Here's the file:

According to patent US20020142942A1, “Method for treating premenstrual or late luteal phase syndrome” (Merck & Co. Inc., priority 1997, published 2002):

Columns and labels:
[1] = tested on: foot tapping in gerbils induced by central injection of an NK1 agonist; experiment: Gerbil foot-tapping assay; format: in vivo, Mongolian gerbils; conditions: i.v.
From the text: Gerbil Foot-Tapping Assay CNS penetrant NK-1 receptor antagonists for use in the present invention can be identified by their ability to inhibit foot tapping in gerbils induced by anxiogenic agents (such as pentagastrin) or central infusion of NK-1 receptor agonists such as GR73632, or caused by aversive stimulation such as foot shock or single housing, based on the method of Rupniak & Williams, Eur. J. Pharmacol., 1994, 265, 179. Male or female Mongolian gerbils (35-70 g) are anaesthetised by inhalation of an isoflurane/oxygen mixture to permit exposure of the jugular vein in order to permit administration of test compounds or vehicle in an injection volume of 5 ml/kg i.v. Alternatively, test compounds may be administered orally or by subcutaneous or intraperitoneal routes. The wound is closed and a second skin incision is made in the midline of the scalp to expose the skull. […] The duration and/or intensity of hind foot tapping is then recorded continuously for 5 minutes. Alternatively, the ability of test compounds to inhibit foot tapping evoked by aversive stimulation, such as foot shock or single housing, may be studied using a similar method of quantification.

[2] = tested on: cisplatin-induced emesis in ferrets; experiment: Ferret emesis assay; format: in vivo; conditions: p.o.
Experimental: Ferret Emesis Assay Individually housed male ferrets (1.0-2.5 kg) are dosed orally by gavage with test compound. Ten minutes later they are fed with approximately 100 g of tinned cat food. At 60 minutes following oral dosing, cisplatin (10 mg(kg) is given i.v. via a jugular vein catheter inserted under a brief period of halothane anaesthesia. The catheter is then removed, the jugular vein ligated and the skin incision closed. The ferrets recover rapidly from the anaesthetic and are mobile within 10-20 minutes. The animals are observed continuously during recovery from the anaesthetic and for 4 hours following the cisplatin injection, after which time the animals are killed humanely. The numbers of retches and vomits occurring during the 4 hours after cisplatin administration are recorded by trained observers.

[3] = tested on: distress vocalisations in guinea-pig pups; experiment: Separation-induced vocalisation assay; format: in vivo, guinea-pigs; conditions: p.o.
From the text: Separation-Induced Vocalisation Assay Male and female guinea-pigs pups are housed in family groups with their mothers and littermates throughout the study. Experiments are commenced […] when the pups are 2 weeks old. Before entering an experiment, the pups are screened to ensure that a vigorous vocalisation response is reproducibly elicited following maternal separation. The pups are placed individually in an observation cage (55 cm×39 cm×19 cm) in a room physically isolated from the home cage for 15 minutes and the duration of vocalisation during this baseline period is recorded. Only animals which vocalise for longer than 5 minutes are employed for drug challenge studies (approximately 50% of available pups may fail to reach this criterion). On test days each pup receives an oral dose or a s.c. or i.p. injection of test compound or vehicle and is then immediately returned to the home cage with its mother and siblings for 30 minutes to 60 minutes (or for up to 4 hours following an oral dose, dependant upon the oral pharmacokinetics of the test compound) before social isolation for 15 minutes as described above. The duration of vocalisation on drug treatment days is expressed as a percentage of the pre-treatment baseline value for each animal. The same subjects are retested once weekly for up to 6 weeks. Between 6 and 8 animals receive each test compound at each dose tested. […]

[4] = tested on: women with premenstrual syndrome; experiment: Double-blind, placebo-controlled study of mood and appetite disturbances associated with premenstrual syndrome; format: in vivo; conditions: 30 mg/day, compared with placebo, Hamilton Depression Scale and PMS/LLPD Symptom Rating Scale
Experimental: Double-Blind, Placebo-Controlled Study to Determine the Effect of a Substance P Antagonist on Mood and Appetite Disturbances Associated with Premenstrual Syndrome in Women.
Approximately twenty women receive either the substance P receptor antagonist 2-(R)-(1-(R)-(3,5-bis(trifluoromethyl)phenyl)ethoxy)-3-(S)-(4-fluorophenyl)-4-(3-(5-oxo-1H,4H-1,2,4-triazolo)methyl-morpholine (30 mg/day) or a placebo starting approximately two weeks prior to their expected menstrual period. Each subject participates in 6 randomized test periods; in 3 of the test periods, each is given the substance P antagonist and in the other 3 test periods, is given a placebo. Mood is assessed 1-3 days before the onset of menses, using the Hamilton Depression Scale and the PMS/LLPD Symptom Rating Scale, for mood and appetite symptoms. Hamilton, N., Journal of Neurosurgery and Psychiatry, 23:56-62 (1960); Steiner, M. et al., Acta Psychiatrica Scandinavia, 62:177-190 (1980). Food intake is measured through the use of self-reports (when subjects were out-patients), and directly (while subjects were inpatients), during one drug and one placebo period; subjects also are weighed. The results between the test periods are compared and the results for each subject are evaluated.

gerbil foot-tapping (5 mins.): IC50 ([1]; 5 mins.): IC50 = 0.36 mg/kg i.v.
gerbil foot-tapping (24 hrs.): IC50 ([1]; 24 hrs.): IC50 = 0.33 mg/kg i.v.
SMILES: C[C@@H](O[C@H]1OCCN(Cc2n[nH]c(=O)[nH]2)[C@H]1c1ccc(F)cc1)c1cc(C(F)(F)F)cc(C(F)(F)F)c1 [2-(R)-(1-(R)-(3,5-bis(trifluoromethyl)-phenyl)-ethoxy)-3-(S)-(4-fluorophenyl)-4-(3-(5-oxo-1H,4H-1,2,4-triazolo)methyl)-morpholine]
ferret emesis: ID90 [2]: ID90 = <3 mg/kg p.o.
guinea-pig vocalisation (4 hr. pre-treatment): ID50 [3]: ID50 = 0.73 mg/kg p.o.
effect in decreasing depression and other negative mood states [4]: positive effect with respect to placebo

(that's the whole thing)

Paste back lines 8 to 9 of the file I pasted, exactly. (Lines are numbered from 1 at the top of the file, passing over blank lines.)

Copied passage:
From the text: Separation-Induced Vocalisation Assay Male and female guinea-pigs pups are housed in family groups with their mothers and littermates throughout the study. Experiments are commenced […] when the pups are 2 weeks old. Before entering an experiment, the pups are screened to ensure that a vigorous vocalisation response is reproducibly elicited following maternal separation. The pups are placed individually in an observation cage (55 cm×39 cm×19 cm) in a room physically isolated from the home cage for 15 minutes and the duration of vocalisation during this baseline period is recorded. Only animals which vocalise for longer than 5 minutes are employed for drug challenge studies (approximately 50% of available pups may fail to reach this criterion). On test days each pup receives an oral dose or a s.c. or i.p. injection of test compound or vehicle and is then immediately returned to the home cage with its mother and siblings for 30 minutes to 60 minutes (or for up to 4 hours following an oral dose, dependant upon the oral pharmacokinetics of the test compound) before social isolation for 15 minutes as described above. The duration of vocalisation on drug treatment days is expressed as a percentage of the pre-treatment baseline value for each animal. The same subjects are retested once weekly for up to 6 weeks. Between 6 and 8 animals receive each test compound at each dose tested. […]

[4] = tested on: women with premenstrual syndrome; experiment: Double-blind, placebo-controlled study of mood and appetite disturbances associated with premenstrual syndrome; format: in vivo; conditions: 30 mg/day, compared with placebo, Hamilton Depression Scale and PMS/LLPD Symptom Rating Scale